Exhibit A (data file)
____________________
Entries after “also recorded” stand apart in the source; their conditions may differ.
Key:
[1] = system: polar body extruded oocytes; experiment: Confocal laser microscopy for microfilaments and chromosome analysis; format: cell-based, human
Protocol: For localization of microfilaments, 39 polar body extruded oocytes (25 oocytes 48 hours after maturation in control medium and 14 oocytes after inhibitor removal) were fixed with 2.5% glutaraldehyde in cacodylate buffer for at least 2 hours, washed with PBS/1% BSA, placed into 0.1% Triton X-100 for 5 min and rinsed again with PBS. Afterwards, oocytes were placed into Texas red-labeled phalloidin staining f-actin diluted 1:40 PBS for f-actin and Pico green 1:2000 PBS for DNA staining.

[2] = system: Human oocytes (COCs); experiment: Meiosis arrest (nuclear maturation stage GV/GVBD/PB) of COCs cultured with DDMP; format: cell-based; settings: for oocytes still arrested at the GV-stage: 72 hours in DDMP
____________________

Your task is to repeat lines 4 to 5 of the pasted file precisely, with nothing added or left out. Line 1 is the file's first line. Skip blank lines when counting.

Protocol: For localization of microfilaments, 39 polar body extruded oocytes (25 oocytes 48 hours after maturation in control medium and 14 oocytes after inhibitor removal) were fixed with 2.5% glutaraldehyde in cacodylate buffer for at least 2 hours, washed with PBS/1% BSA, placed into 0.1% Triton X-100 for 5 min and rinsed again with PBS. Afterwards, oocytes were placed into Texas red-labeled phalloidin staining f-actin diluted 1:40 PBS for f-actin and Pico green 1:2000 PBS for DNA staining.

[2] = system: Human oocytes (COCs); experiment: Meiosis arrest (nuclear maturation stage GV/GVBD/PB) of COCs cultured with DDMP; format: cell-based; settings: for oocytes still arrested at the GV-stage: 72 hours in DDMP